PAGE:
The Buffs now had the lead back, at 21-14. The tide had turned, and the momentum carried the Buffs to another score (a 43-yard bomb from Hessler to Savoy) a few minutes later. A Jeremy Aldrich 34-yard field goal with 8:22 to play gave the Buffs a three-score cushion at 31-14.

The Rams did not score again until garbage time, collecting a consolation touchdown on a Moreno-to-Hall 71-yard bomb with four minutes left to make the final 31-21, Buffs.

The two Moreno-to-Hall touchdown plays covered 132 yards, and both were longer than any play the CU defense had surrendered in all of 1996. That being said, the Colorado defense did hold the Rams to just 153 yards in their other 53 snaps on the day.

The Colorado offense, while it had its moments, was not as effective as the Buff Nation was used to seeing. The Buffs put up 345 yards of total offense, led by John Hessler’s 223 yards passing, but the game marked the first time since 1991 in which the Buffs had been held under 400 yards of total offense in a season opener. The Buffs’ leading rusher was Herchell Troutman, with 57 yards, but it took 19 carries to get those yards. The receiver who had the best day was Phil Savoy, who had five catches for 73 yards and two touchdowns.

A good effort against a good team (the Rams would finish 11-2 in 1997, see below), but not great.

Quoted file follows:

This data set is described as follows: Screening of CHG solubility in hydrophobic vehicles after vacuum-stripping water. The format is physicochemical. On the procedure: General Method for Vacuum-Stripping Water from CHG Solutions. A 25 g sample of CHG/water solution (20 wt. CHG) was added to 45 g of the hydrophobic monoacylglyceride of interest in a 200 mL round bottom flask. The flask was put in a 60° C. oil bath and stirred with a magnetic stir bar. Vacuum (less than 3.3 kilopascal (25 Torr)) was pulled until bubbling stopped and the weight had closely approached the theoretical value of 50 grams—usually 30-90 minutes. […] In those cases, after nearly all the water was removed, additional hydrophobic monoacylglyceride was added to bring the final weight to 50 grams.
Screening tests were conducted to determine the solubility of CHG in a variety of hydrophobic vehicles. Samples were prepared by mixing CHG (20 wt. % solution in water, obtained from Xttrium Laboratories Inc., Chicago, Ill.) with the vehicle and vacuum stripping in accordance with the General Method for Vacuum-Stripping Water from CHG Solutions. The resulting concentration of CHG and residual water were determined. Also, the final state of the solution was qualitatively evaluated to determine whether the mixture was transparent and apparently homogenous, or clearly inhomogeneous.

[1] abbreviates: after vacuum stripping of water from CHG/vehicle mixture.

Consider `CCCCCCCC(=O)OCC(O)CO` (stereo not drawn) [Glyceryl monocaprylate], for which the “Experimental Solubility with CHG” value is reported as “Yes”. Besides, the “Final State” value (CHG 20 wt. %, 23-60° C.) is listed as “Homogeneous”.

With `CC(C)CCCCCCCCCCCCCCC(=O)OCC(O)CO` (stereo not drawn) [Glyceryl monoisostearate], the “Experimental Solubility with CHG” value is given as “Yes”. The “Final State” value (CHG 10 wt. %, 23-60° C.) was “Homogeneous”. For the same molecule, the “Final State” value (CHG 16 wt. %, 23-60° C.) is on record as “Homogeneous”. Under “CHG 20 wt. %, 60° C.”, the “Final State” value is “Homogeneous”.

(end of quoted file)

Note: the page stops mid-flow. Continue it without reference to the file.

Satisfying, yet troubling.

No. 14 Michigan loomed on the horizon, and the game would be played in Ann Arbor. The Buffs would be the season opener for the Wolverines, who had all of fall practice to get ready to avenge the “Miracle in Michigan” in 1994.

Would the Buffs be able to rise to the challenge?

Game Notes –

– The victory over the Rams was the seventh straight for the Buffs in the series. The game also marked the seventh straight victory for Colorado in a season opener.

– The win also kept Colorado undefeated in season openers following a bowl victory (8-0-1).

– Three players made their first career starts against Colorado State: sophomore offensive tackle Ryan Johanningmeier; sophomore wide receiver Marcus Stiggers (who had three catches for 28 yards in his debut); and senior safety Ryan Sutter (who led the team in tackles against CSU with 13).

– The Rams’ 71-yard pass completion in the fourth quarter would prove to be the longest pass completion against the Buffs in all of 1997.

– The Colorado defense held the Rams to 70 yards rushing on the afternoon, a season low.

– For his game-changing interception return for a touchdown, sophomore linebacker Rashidi Barnes was named the Big 12 Defensive Player-of-the-Week.

– Colorado State would go on to capture the Western Athletic Conference championship in 1997, defeating New Mexico, 41-13, in the WAC title game. The Rams would go on to complete an 11-2 season (the only other loss a 24-0 shutout by Air Force) with a 35-24 victory over Missouri in the Holiday Bowl. Colorado State would finish the 1997 season ranked 17th, carrying a nine-game winning streak into the 1998 campaign.